Subject: Using a full moon to illuminate landscapes. The object is to use the cameras ability to collect light over time using the natural illumination from the moon to give detail and color to landscapes.
This essay is just a start on a process that I hope to perfect. I started out wanting a milky way shot with moonlit foreground but it is difficult to get the milky way with a bright moon. I ended up deciding that a dark sky with visible point like stars and visible landscape makes a great image. This essay represents what I know so far and I solicit feedback for advice or errors.
Choose your image style.
- Star Trails are one style but are outside the scope of this essay.
- The milky way on a dark night and dark setting with no land or land in silhouette is another.
- A more conventional landscape that includes a dark sky and stars, but which is mostly about the landscape. Individual stars will show but the milky way may not be prominent or even visible as such. This is what typically happens with a full moon. This is the goal of this essay.
- Use light painting to illuminate terrestrial subjects. This can be used for any type, but is outside the scope of this essay.
Note: Some of the techniques described here are useful for all the above styles except star trails. However the main subject of this essay will be type 3.
Choose your subject.
- A snow covered mountain reflecting in a still lake is a great subject.
- The land subject ought to be fairly reflective.
- Bright city lights will look garish when you bump up exposure for other elements. Some is ok, but too much can spoil it.
- This sort of image needs a fairly wide angle lens to freeze the stars, so you need a subject suitable for the focal length.
- When we had the super moon last May, I was able to get an ISO800 50mm image at f5.6 but the star trails were too long. I should have stopped down.
- Avoid including very near subjects unless it is water or something without much detail. At f2.8 your DOF is limited. See table at the end.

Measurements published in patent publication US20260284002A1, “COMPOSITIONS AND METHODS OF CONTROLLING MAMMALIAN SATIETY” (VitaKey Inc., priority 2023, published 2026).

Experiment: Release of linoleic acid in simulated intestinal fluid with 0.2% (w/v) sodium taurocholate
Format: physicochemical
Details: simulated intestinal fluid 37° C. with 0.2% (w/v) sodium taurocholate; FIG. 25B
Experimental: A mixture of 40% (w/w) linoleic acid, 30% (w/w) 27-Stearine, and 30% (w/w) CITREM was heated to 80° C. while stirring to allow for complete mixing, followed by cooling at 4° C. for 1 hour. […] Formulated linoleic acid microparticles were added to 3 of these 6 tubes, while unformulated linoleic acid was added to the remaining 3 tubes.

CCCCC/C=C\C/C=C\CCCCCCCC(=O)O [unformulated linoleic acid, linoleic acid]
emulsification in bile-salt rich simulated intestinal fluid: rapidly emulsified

- Once while shooting to the east the moon went behind the local mountain and I lost my eastern illumination. But when I looked north, the hillside was still illuminated. It made for an interesting shot.
Some observations on taking the image.
- Have the moon at your back, The full moon usually sets very near to sunrise, so getting on scene about 1-2 hours prior to sunrise works well for east facing shots. West facing shots would need to be done after sunset. It usually takes a couple hours to get really dark and sometimes more for the moon to clear the local mountains.
- Shooting into the moon is tough. The moon is a bright object on a dark night and will be blown out by the time you get the rest of the exposure bright enough. This angle is required for a moonbeam on the water however. You can clone in a well exposed moon but you also need to deal with flare around the moon and its really hard to paint out the bright area on the lighter exposure. I have a sample but the work in post processing was tough and the results ok for web, but not print.
- Use TPE for moon angle and setting times. http://photoephemeris.com/
- If you have mountains, the rising and setting times may be as much as an hour before or after the official time.
- To avoid star trails, use this formula. 600/FL. Example for a 24mm lens, 600/24=25 seconds. This works ok, but still has short star trails so err towards a faster shutter.
- Wider and faster is better to prevent star trails.
- Use the fastest lens you have that that has good wide open image quality. I have the 24-70f2.8 mk2 that is great at f2.8 but 24 falls short on the 600/FL test if you want a bright milky way, but it is good for type 3 styles. I have a Samyang 14 f2.8 but it has distortion issues which you will see in one of the samples. I also have a 17TSE f4 but it is on the slow side for this work.
I have a Zeiss 15 which I have not yet tried and it may be the ultimate night lens.I tried it, and returned it. you can read about here. A great star lens if it does not need to be pointed upward.
- To get lots of sky and just a bit of land, you almost always end up pointing the lens at a steep angle. A lens with lots of distortion may really produce strange results for the land part of the image. Distortion in the sky probably does not matter but can really make a shoreline look funny..
- For milky way shots, vertical works good because it gets more sky less land.
- Try to know where the milky way is for the time of the shot so you can find a good composition that includes it. I don’t know how to do this and the aps I have tried are so confusing I gave up. If you have a tip, please share it. I end up fishing around and generally only find it after it is nice and dark.